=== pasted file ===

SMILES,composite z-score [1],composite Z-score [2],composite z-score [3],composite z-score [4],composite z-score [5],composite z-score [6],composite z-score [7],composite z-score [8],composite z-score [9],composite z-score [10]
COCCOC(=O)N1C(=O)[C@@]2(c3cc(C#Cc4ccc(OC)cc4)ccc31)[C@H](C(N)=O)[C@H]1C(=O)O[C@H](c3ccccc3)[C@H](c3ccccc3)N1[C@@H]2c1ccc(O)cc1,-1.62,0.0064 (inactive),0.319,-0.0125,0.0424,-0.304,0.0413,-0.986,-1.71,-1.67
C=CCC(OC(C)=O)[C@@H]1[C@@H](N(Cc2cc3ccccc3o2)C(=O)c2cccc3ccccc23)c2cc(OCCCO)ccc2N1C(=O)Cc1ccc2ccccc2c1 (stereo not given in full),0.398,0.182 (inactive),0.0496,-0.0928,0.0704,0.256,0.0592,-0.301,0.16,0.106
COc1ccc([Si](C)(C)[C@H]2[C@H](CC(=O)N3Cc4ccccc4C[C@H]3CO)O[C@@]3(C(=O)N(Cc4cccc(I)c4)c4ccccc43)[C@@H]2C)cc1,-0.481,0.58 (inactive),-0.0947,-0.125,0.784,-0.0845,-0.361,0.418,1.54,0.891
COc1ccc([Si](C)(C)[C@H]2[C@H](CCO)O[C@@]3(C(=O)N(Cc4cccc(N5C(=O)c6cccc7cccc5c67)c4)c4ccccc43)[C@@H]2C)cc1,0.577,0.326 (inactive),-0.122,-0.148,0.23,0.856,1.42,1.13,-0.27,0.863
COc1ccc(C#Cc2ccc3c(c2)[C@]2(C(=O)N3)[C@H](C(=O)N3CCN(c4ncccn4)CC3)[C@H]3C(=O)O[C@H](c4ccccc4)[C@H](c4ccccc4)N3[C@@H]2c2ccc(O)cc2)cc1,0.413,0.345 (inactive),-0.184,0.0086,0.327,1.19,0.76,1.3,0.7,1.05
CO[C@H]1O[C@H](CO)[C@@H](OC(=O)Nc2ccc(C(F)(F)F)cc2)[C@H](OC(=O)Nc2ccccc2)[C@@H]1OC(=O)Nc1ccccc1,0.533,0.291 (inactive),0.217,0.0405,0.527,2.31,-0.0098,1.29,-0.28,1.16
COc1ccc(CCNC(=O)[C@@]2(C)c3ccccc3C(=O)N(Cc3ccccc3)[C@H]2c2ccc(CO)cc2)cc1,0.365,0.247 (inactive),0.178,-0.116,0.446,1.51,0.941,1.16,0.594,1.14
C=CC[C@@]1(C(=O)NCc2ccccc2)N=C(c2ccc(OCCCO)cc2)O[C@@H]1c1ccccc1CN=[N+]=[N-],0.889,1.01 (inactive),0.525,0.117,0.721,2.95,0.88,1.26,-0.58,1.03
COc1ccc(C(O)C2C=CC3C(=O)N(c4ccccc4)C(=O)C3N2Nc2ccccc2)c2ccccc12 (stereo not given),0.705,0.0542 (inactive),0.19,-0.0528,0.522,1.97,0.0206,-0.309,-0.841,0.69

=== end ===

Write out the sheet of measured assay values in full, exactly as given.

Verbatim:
SMILES,composite z-score [1],composite Z-score [2],composite z-score [3],composite z-score [4],composite z-score [5],composite z-score [6],composite z-score [7],composite z-score [8],composite z-score [9],composite z-score [10]
COCCOC(=O)N1C(=O)[C@@]2(c3cc(C#Cc4ccc(OC)cc4)ccc31)[C@H](C(N)=O)[C@H]1C(=O)O[C@H](c3ccccc3)[C@H](c3ccccc3)N1[C@@H]2c1ccc(O)cc1,-1.62,0.0064 (inactive),0.319,-0.0125,0.0424,-0.304,0.0413,-0.986,-1.71,-1.67
C=CCC(OC(C)=O)[C@@H]1[C@@H](N(Cc2cc3ccccc3o2)C(=O)c2cccc3ccccc23)c2cc(OCCCO)ccc2N1C(=O)Cc1ccc2ccccc2c1 (stereo not given in full),0.398,0.182 (inactive),0.0496,-0.0928,0.0704,0.256,0.0592,-0.301,0.16,0.106
COc1ccc([Si](C)(C)[C@H]2[C@H](CC(=O)N3Cc4ccccc4C[C@H]3CO)O[C@@]3(C(=O)N(Cc4cccc(I)c4)c4ccccc43)[C@@H]2C)cc1,-0.481,0.58 (inactive),-0.0947,-0.125,0.784,-0.0845,-0.361,0.418,1.54,0.891
COc1ccc([Si](C)(C)[C@H]2[C@H](CCO)O[C@@]3(C(=O)N(Cc4cccc(N5C(=O)c6cccc7cccc5c67)c4)c4ccccc43)[C@@H]2C)cc1,0.577,0.326 (inactive),-0.122,-0.148,0.23,0.856,1.42,1.13,-0.27,0.863
COc1ccc(C#Cc2ccc3c(c2)[C@]2(C(=O)N3)[C@H](C(=O)N3CCN(c4ncccn4)CC3)[C@H]3C(=O)O[C@H](c4ccccc4)[C@H](c4ccccc4)N3[C@@H]2c2ccc(O)cc2)cc1,0.413,0.345 (inactive),-0.184,0.0086,0.327,1.19,0.76,1.3,0.7,1.05
CO[C@H]1O[C@H](CO)[C@@H](OC(=O)Nc2ccc(C(F)(F)F)cc2)[C@H](OC(=O)Nc2ccccc2)[C@@H]1OC(=O)Nc1ccccc1,0.533,0.291 (inactive),0.217,0.0405,0.527,2.31,-0.0098,1.29,-0.28,1.16
COc1ccc(CCNC(=O)[C@@]2(C)c3ccccc3C(=O)N(Cc3ccccc3)[C@H]2c2ccc(CO)cc2)cc1,0.365,0.247 (inactive),0.178,-0.116,0.446,1.51,0.941,1.16,0.594,1.14
C=CC[C@@]1(C(=O)NCc2ccccc2)N=C(c2ccc(OCCCO)cc2)O[C@@H]1c1ccccc1CN=[N+]=[N-],0.889,1.01 (inactive),0.525,0.117,0.721,2.95,0.88,1.26,-0.58,1.03
COc1ccc(C(O)C2C=CC3C(=O)N(c4ccccc4)C(=O)C3N2Nc2ccccc2)c2ccccc12 (stereo not given),0.705,0.0542 (inactive),0.19,-0.0528,0.522,1.97,0.0206,-0.309,-0.841,0.69